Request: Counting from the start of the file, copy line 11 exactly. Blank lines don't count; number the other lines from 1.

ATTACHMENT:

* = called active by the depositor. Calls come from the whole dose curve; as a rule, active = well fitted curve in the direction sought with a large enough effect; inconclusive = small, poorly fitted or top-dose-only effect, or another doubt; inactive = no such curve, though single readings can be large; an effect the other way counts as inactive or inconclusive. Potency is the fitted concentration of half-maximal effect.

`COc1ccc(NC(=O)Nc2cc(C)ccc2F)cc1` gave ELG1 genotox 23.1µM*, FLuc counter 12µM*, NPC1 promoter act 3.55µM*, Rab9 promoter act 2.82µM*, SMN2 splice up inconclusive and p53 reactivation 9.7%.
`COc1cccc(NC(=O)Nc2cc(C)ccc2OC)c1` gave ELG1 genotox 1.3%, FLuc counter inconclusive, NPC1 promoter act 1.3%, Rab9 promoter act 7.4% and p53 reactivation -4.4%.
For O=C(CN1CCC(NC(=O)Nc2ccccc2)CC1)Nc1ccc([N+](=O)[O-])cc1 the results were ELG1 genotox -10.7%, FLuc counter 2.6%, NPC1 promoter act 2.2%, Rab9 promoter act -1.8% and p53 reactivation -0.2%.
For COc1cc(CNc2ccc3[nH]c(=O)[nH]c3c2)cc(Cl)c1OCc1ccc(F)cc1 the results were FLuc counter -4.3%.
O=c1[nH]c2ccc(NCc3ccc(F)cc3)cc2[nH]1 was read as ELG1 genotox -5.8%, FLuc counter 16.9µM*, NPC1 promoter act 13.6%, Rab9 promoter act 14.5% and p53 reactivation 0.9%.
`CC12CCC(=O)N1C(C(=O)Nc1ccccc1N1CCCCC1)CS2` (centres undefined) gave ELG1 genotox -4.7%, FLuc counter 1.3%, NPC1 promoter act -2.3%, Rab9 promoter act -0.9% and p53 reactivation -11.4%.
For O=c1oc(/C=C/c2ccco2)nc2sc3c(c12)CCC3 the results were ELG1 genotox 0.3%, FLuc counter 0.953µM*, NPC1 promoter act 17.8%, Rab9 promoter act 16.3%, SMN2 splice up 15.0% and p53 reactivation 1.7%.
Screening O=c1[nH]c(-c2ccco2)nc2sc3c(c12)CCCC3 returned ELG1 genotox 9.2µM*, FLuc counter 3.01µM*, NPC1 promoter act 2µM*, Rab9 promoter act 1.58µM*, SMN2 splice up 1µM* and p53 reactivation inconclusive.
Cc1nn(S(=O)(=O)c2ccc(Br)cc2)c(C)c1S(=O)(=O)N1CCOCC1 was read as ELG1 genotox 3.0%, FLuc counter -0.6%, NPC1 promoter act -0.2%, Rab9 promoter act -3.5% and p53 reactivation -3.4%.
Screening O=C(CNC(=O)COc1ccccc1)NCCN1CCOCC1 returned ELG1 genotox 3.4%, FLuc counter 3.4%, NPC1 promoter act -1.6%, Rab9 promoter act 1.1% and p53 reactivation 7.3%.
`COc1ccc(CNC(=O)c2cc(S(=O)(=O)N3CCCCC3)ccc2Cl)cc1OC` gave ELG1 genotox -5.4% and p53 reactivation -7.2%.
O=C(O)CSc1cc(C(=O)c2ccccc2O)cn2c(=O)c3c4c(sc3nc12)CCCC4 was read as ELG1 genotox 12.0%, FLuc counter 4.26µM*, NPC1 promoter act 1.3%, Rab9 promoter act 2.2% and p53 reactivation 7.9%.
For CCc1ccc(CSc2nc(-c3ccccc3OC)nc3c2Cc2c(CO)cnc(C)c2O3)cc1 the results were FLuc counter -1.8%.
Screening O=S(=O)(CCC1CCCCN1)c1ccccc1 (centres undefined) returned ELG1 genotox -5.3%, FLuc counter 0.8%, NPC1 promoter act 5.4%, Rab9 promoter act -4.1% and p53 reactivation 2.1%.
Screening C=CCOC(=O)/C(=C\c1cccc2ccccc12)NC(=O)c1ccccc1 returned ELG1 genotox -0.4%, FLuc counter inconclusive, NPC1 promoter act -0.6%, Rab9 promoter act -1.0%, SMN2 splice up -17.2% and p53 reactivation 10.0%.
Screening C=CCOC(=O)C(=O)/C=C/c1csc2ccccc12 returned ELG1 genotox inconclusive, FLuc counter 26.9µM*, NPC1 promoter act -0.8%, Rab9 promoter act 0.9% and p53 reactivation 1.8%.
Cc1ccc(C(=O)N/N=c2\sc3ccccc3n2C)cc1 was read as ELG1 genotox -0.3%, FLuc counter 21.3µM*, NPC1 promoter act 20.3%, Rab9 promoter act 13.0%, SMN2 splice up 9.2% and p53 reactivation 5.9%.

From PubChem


Screening O=C(CNC(=O)COc1ccccc1)NCCN1CCOCC1 returned ELG1 genotox 3.4%, FLuc counter 3.4%, NPC1 promoter act -1.6%, Rab9 promoter act 1.1% and p53 reactivation 7.3%.